There are many alternative products to antibiotics such as NSAID’s (non-steroidal anti-inflammatory’s), probiotics, electrolyte solutions such as DeStress, essential oils or gases such as nitric oxide to treat respiratory disease. There is no doubt that NSAIDs are prescribed by most veterinarians these days as an adjunct therapy for many infections and inflammatory conditions such as respiratory disease. Early detection methods such as thermography, monitoring movement or activity, as well as a stethoscope coupled to a computer program (whisper technology) may go a long way towards detecting clinical cases of respiratory disease earlier. This may change the type and duration of antibiotics necessary.
A proper and timely diagnosis is essential for antimicrobials to work. Infections that are acted on too slowly require more antibiotics and if treating the wrong condition antibiotics could be used with poor results. A prime example is dealing with lameness which has become the second most treated condition in many feedlots. True footrot responds very favourably to many antibiotics whereas a sole abscess may need to be pared out or a sprain-strain may need time rather than antibiotics. Each medical case must be assessed with the question: “Do I really need antibiotics?” If in doubt, a veterinarian can provide guidance and protocols for specific disease conditions. Localized abscesses for instance if lanced, drained, and flushed may or may not need antibiotic treatment. Veterinarians can assist if a lack of response to antibiotics or recurrent cases may require a culture of the organism to reveal a resistance pattern. There is often a resistance to families of antibiotics so defaulting to a secondary treatment with a very similar antibiotic may not be the right answer.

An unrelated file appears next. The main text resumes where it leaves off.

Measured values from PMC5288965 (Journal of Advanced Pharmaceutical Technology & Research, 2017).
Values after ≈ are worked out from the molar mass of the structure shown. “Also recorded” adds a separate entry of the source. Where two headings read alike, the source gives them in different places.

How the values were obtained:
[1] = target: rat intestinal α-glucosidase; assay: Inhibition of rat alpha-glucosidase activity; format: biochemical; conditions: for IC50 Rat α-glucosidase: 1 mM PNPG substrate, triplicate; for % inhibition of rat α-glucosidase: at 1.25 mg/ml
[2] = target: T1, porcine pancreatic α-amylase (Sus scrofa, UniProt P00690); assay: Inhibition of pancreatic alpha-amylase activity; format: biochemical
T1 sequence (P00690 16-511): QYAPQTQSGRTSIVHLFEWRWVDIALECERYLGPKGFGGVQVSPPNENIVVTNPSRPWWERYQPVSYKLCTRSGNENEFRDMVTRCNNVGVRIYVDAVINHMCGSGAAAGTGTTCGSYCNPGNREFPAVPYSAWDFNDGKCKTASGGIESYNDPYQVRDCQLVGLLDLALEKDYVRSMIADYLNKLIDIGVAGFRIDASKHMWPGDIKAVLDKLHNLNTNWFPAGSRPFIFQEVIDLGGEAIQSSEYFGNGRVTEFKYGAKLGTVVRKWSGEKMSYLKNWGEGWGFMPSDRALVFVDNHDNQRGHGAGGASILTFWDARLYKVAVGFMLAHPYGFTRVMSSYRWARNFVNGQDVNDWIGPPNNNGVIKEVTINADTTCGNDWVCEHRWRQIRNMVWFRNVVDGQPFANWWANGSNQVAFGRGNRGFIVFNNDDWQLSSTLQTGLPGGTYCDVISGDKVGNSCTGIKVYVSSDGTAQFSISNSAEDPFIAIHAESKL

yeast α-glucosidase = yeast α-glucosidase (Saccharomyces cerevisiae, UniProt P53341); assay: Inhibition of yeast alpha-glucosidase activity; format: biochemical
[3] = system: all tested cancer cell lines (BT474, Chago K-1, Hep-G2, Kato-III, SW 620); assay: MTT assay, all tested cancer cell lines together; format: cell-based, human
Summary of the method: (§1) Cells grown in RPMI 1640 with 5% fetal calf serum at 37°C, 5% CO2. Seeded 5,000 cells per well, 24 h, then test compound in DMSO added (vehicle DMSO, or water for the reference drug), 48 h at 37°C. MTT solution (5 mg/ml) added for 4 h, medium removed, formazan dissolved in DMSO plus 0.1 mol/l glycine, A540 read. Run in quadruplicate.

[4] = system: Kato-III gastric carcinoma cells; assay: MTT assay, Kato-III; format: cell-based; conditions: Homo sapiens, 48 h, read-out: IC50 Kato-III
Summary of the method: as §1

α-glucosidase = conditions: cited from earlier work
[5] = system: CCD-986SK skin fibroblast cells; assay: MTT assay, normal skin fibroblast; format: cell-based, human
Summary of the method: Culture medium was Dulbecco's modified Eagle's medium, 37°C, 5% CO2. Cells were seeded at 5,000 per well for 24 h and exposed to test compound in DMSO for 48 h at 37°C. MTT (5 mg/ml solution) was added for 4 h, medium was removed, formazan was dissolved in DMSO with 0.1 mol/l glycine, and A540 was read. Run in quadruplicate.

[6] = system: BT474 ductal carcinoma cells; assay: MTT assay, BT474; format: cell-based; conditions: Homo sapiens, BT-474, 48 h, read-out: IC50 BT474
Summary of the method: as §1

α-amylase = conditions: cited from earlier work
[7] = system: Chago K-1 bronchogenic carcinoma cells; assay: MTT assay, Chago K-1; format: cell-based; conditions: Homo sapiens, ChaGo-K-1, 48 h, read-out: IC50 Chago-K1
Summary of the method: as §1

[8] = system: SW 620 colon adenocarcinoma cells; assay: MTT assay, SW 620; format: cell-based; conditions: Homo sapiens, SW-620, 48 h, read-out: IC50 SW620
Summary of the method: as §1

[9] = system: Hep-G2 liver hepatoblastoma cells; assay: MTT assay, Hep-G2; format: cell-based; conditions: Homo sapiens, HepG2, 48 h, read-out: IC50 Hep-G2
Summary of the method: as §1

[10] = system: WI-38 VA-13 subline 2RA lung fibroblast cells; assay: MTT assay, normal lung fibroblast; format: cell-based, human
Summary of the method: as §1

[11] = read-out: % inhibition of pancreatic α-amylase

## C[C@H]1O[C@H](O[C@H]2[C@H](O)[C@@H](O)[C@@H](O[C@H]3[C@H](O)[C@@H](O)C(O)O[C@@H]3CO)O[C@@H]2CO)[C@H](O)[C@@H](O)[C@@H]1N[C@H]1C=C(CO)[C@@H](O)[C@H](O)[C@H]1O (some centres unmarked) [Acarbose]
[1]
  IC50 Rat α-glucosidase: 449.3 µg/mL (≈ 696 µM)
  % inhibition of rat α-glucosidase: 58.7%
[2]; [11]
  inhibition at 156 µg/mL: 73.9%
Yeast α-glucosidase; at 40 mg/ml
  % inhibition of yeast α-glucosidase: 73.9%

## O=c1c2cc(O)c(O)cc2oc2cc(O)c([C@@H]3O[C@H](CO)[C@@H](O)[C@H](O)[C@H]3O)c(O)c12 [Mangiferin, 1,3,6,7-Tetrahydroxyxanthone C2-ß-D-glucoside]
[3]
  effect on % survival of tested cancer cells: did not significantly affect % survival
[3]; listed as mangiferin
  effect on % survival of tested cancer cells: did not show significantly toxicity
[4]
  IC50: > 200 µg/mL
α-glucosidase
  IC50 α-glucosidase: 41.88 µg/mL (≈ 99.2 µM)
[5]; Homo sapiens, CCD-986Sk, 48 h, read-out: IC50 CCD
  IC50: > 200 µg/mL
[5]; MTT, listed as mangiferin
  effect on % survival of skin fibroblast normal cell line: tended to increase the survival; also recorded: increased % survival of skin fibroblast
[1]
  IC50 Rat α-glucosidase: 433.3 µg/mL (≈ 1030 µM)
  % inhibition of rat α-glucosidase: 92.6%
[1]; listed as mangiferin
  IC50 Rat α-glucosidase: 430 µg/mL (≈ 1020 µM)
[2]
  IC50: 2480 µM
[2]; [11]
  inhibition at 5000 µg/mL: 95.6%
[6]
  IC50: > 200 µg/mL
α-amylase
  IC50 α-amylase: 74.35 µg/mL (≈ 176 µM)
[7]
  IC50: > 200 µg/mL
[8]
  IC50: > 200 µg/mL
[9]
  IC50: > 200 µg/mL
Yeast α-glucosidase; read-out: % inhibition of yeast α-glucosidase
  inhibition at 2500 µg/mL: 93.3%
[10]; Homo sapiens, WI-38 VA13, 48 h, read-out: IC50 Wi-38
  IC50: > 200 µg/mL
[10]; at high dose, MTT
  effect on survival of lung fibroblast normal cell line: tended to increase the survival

In the future, more direct shipping of loads of cattle from the ranch to the feedlot can minimize treatments greatly. Satellite and video auctions are ways to get this done and subsequently cut overhead costs and deliver a healthier product to the feedlot operator while minimizing transportation and the stress of co-mingling. Calves will get on feed quicker, and their vaccination and treatment history is available. That is valuable information. All sectors of the cattle industry need to work together to maintain a healthy meat protein source for consumption. Antibiotics will always be required to some extent, but some of these management changes can minimize their usage and save them for the cases that are life-threatening. If the industry works together to use prevention strategies such as vaccinating, getting a proper diagnosis, and using approved antimicrobials for cattle, the situation will improve. Cattle will be healthier and Canadian beef will continue to have a high level of quality and safety.